- More information about the development of formative assessment tools and resources is available in the Formative Assessment Work Plan.
- A secure, online reporting system that provides assessment results to students, parents, teachers, and administrators. The reports will show student achievement and progress toward mastery of the Common Core State Standards. Learn more about the development of the Smarter Balanced reporting system.
Though written differently, there are design principles in each of these outlines that give us reason to hope that public education will get better. First, there is reference here to both summative and formative assessment. Summative assessment is the high-stakes test that determines the next academic turn in a student’s schooling. Formative assessment is the ongoing feedback that helps teachers and learners understand what they do and do not know and what they can and can not do. Incorporating formative assessment into the plan is a significant value added, and will likely make the tests more fair by instructively showing teachers and learners what students are and are not learning.
Both outlines also make reference to the use of computer technologies to improve the quality of the assessment. If well executed, this could mark a significant break between the public education that has existed up to now and the public education we will have moving forward. By leveraging adaptive testing technology to reduce testing time, machine learning to do a first sweep on writing assessments, and executing statistical analysis on huge data sets of student effort to quickly iterate on testing elements, the Common Core assessments could significantly change the game.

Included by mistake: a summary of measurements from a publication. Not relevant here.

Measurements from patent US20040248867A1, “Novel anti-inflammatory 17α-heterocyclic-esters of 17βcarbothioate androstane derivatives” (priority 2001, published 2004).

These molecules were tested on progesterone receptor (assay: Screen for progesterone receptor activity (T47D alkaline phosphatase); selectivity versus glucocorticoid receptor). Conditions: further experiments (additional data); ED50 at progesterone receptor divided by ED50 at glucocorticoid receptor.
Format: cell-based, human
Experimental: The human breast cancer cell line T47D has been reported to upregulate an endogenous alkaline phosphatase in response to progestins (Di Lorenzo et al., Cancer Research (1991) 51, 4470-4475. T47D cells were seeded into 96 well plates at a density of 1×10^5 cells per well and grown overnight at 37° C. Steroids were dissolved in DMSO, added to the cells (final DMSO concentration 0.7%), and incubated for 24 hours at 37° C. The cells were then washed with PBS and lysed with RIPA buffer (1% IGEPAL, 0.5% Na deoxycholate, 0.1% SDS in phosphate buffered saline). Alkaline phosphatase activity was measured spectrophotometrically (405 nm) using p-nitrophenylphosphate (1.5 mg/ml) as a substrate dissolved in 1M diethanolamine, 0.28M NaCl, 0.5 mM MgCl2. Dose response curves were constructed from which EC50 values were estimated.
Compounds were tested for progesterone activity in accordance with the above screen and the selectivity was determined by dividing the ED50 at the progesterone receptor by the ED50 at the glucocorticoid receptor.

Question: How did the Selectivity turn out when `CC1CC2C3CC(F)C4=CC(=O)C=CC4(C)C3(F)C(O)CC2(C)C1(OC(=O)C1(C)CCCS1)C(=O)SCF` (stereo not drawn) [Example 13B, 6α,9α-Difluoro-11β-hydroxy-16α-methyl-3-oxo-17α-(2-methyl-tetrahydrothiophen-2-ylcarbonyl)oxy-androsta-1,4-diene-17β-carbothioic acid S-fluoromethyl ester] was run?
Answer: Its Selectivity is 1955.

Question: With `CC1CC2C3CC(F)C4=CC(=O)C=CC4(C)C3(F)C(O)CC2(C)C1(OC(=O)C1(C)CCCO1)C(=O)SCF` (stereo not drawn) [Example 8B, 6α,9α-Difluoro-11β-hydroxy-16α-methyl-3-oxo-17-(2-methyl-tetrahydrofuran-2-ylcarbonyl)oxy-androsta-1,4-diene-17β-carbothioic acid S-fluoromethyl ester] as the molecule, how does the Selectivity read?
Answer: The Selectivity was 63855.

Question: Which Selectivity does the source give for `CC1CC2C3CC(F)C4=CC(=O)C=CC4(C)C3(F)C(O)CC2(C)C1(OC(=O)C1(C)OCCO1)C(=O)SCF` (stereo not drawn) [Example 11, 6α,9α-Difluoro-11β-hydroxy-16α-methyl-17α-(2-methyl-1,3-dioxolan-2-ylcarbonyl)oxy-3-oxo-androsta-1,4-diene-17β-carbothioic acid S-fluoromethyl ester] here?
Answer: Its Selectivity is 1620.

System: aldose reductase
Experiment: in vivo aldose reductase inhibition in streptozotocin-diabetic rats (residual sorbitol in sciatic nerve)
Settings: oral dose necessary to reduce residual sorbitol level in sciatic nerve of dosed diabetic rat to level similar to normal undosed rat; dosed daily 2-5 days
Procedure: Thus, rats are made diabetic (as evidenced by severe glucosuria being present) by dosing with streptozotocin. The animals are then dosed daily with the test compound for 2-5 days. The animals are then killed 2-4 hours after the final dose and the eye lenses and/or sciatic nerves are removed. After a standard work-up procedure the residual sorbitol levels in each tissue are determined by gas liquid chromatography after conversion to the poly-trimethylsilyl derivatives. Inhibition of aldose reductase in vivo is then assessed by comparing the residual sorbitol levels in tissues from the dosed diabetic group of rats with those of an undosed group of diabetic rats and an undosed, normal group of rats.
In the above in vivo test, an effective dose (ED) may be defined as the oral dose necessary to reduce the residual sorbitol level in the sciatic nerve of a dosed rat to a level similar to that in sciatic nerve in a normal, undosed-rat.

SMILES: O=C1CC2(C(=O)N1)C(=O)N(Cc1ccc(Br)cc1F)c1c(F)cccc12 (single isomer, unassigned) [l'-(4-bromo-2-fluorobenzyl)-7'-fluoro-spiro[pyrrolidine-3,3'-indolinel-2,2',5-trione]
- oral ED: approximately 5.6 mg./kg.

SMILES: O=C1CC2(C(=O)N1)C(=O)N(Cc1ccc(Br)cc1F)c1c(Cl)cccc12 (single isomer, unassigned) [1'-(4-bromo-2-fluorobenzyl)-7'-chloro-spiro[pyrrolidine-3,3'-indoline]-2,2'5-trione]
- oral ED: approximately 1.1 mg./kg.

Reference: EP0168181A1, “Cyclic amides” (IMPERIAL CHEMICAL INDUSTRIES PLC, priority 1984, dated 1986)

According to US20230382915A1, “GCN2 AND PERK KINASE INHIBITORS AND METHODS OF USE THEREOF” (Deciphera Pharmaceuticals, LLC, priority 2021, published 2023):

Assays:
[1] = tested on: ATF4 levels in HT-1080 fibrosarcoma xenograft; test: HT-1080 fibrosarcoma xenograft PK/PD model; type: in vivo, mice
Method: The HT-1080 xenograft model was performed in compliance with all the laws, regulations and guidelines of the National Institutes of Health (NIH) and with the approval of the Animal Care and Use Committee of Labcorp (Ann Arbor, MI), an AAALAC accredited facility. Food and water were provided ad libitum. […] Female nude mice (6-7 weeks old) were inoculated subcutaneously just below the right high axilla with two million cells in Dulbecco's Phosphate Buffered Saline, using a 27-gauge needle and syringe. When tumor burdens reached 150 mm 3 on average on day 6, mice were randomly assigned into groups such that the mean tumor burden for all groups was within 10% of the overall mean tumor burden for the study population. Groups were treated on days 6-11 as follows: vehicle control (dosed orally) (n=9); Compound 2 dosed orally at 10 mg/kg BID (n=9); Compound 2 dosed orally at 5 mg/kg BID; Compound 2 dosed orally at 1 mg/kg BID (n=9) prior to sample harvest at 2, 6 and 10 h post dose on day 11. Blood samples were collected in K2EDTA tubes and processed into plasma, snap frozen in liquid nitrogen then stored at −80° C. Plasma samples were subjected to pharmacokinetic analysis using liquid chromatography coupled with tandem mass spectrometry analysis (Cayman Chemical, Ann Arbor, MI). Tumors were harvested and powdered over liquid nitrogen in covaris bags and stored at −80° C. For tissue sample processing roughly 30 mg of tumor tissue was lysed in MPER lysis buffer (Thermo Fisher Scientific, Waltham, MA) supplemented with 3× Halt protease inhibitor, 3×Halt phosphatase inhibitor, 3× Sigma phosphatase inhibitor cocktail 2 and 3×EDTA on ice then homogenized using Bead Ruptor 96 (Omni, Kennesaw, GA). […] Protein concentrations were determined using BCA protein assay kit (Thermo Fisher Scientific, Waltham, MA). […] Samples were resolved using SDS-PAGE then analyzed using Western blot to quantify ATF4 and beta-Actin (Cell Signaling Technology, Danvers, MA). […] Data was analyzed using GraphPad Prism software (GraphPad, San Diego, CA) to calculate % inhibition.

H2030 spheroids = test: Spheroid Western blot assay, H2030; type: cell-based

Like many others, I am hopeful. I look forward to the possibility of a standard of public education that provides ongoing, low-stakes assessment to customize learning needs for individual learners. I am keeping my fingers crossed that the promise of more writing will be meaningful and eventually employ crowd sourcing of education professionals for the assessment of argumentation. And I am even allowing myself to imagine that some day, though I would not expect to see it in the first few years of the new systems, that students will be able to showcase and be assessed on the work they do throughout the school year in a more portfolio-style evaluation. A teacher can dream.
ƃuıpɐǝɹ qlɔu ɐɔ = ɐ, ƃuıʇıɹʍ qlɔu ɐɔ = q, ƃuıpɐǝɹ ɔɔ = ɔ, ƃuıʇıɹʍ ɔɔ = p